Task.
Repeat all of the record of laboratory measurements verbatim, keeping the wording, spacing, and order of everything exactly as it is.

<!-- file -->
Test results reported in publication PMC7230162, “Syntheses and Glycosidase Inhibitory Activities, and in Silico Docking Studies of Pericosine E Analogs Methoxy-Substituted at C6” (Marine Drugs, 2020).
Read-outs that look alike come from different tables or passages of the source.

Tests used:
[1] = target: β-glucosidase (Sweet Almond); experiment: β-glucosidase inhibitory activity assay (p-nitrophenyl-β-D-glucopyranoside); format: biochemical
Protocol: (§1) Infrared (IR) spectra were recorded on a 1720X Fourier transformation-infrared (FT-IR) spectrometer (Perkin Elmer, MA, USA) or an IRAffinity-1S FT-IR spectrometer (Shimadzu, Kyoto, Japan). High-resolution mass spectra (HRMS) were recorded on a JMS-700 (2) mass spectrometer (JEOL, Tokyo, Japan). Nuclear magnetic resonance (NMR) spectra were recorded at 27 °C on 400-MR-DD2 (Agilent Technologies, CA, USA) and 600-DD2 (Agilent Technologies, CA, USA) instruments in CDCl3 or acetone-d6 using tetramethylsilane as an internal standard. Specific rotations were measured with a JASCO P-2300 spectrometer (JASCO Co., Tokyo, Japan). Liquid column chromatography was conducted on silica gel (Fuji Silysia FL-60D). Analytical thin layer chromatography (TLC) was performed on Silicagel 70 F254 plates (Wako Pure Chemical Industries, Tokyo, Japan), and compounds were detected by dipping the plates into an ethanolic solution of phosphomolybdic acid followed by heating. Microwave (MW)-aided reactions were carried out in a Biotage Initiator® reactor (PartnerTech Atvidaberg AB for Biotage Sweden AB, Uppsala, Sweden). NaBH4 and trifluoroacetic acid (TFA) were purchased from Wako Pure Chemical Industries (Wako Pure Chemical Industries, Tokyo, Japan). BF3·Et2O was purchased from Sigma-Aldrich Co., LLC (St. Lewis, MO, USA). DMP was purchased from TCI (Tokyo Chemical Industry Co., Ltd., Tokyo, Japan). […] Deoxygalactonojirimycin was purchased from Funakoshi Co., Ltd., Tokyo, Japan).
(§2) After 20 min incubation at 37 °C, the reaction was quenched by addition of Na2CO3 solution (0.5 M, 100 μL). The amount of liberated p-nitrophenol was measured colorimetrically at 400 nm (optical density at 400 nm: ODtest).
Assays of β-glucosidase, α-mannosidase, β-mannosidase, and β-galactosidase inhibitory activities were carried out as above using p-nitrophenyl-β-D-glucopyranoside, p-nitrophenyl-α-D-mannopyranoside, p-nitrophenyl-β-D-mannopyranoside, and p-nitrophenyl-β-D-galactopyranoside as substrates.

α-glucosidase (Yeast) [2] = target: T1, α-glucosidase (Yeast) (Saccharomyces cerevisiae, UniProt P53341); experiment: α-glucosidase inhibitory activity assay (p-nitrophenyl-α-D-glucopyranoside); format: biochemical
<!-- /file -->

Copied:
Test results reported in publication PMC7230162, “Syntheses and Glycosidase Inhibitory Activities, and in Silico Docking Studies of Pericosine E Analogs Methoxy-Substituted at C6” (Marine Drugs, 2020).
Read-outs that look alike come from different tables or passages of the source.

Tests used:
[1] = target: β-glucosidase (Sweet Almond); experiment: β-glucosidase inhibitory activity assay (p-nitrophenyl-β-D-glucopyranoside); format: biochemical
Protocol: (§1) Infrared (IR) spectra were recorded on a 1720X Fourier transformation-infrared (FT-IR) spectrometer (Perkin Elmer, MA, USA) or an IRAffinity-1S FT-IR spectrometer (Shimadzu, Kyoto, Japan). High-resolution mass spectra (HRMS) were recorded on a JMS-700 (2) mass spectrometer (JEOL, Tokyo, Japan). Nuclear magnetic resonance (NMR) spectra were recorded at 27 °C on 400-MR-DD2 (Agilent Technologies, CA, USA) and 600-DD2 (Agilent Technologies, CA, USA) instruments in CDCl3 or acetone-d6 using tetramethylsilane as an internal standard. Specific rotations were measured with a JASCO P-2300 spectrometer (JASCO Co., Tokyo, Japan). Liquid column chromatography was conducted on silica gel (Fuji Silysia FL-60D). Analytical thin layer chromatography (TLC) was performed on Silicagel 70 F254 plates (Wako Pure Chemical Industries, Tokyo, Japan), and compounds were detected by dipping the plates into an ethanolic solution of phosphomolybdic acid followed by heating. Microwave (MW)-aided reactions were carried out in a Biotage Initiator® reactor (PartnerTech Atvidaberg AB for Biotage Sweden AB, Uppsala, Sweden). NaBH4 and trifluoroacetic acid (TFA) were purchased from Wako Pure Chemical Industries (Wako Pure Chemical Industries, Tokyo, Japan). BF3·Et2O was purchased from Sigma-Aldrich Co., LLC (St. Lewis, MO, USA). DMP was purchased from TCI (Tokyo Chemical Industry Co., Ltd., Tokyo, Japan). […] Deoxygalactonojirimycin was purchased from Funakoshi Co., Ltd., Tokyo, Japan).
(§2) After 20 min incubation at 37 °C, the reaction was quenched by addition of Na2CO3 solution (0.5 M, 100 μL). The amount of liberated p-nitrophenol was measured colorimetrically at 400 nm (optical density at 400 nm: ODtest).
Assays of β-glucosidase, α-mannosidase, β-mannosidase, and β-galactosidase inhibitory activities were carried out as above using p-nitrophenyl-β-D-glucopyranoside, p-nitrophenyl-α-D-mannopyranoside, p-nitrophenyl-β-D-mannopyranoside, and p-nitrophenyl-β-D-galactopyranoside as substrates.

α-glucosidase (Yeast) [2] = target: T1, α-glucosidase (Yeast) (Saccharomyces cerevisiae, UniProt P53341); experiment: α-glucosidase inhibitory activity assay (p-nitrophenyl-α-D-glucopyranoside); format: biochemical